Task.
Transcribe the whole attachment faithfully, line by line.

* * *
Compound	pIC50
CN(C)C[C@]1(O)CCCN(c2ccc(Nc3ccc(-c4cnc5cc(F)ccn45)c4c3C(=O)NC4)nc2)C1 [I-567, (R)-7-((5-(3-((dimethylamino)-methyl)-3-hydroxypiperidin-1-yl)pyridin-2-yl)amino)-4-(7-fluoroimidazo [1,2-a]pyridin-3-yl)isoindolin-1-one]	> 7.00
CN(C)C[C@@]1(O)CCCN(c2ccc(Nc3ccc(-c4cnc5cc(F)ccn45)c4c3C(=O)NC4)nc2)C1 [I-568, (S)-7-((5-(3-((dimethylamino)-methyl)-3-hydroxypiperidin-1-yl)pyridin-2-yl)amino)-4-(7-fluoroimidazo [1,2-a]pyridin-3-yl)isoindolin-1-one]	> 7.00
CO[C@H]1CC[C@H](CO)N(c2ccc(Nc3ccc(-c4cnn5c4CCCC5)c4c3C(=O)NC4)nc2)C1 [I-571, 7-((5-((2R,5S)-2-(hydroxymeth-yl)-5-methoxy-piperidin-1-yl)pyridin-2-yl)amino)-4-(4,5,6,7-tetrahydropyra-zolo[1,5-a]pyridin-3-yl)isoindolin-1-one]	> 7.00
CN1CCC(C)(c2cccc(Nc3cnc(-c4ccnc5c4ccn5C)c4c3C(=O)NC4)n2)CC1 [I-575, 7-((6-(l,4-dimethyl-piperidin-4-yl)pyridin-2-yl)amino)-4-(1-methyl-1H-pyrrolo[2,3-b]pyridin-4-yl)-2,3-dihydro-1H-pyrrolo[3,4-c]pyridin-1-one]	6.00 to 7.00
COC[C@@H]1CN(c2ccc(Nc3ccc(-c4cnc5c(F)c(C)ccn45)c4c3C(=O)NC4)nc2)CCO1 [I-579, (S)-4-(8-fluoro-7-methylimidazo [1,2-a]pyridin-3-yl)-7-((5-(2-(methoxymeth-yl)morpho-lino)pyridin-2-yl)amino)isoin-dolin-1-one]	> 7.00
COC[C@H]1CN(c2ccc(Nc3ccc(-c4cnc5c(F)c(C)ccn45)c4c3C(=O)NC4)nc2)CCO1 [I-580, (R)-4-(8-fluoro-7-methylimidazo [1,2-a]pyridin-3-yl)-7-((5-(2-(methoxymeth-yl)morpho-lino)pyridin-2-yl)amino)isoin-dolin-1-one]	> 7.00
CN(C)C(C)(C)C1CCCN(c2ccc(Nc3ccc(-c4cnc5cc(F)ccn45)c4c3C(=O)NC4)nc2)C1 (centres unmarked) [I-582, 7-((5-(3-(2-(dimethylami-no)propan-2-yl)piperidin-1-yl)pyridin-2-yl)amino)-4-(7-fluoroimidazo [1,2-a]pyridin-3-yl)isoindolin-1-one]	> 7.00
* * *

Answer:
Compound	pIC50
CN(C)C[C@]1(O)CCCN(c2ccc(Nc3ccc(-c4cnc5cc(F)ccn45)c4c3C(=O)NC4)nc2)C1 [I-567, (R)-7-((5-(3-((dimethylamino)-methyl)-3-hydroxypiperidin-1-yl)pyridin-2-yl)amino)-4-(7-fluoroimidazo [1,2-a]pyridin-3-yl)isoindolin-1-one]	> 7.00
CN(C)C[C@@]1(O)CCCN(c2ccc(Nc3ccc(-c4cnc5cc(F)ccn45)c4c3C(=O)NC4)nc2)C1 [I-568, (S)-7-((5-(3-((dimethylamino)-methyl)-3-hydroxypiperidin-1-yl)pyridin-2-yl)amino)-4-(7-fluoroimidazo [1,2-a]pyridin-3-yl)isoindolin-1-one]	> 7.00
CO[C@H]1CC[C@H](CO)N(c2ccc(Nc3ccc(-c4cnn5c4CCCC5)c4c3C(=O)NC4)nc2)C1 [I-571, 7-((5-((2R,5S)-2-(hydroxymeth-yl)-5-methoxy-piperidin-1-yl)pyridin-2-yl)amino)-4-(4,5,6,7-tetrahydropyra-zolo[1,5-a]pyridin-3-yl)isoindolin-1-one]	> 7.00
CN1CCC(C)(c2cccc(Nc3cnc(-c4ccnc5c4ccn5C)c4c3C(=O)NC4)n2)CC1 [I-575, 7-((6-(l,4-dimethyl-piperidin-4-yl)pyridin-2-yl)amino)-4-(1-methyl-1H-pyrrolo[2,3-b]pyridin-4-yl)-2,3-dihydro-1H-pyrrolo[3,4-c]pyridin-1-one]	6.00 to 7.00
COC[C@@H]1CN(c2ccc(Nc3ccc(-c4cnc5c(F)c(C)ccn45)c4c3C(=O)NC4)nc2)CCO1 [I-579, (S)-4-(8-fluoro-7-methylimidazo [1,2-a]pyridin-3-yl)-7-((5-(2-(methoxymeth-yl)morpho-lino)pyridin-2-yl)amino)isoin-dolin-1-one]	> 7.00
COC[C@H]1CN(c2ccc(Nc3ccc(-c4cnc5c(F)c(C)ccn45)c4c3C(=O)NC4)nc2)CCO1 [I-580, (R)-4-(8-fluoro-7-methylimidazo [1,2-a]pyridin-3-yl)-7-((5-(2-(methoxymeth-yl)morpho-lino)pyridin-2-yl)amino)isoin-dolin-1-one]	> 7.00
CN(C)C(C)(C)C1CCCN(c2ccc(Nc3ccc(-c4cnc5cc(F)ccn45)c4c3C(=O)NC4)nc2)C1 (centres unmarked) [I-582, 7-((5-(3-(2-(dimethylami-no)propan-2-yl)piperidin-1-yl)pyridin-2-yl)amino)-4-(7-fluoroimidazo [1,2-a]pyridin-3-yl)isoindolin-1-one]	> 7.00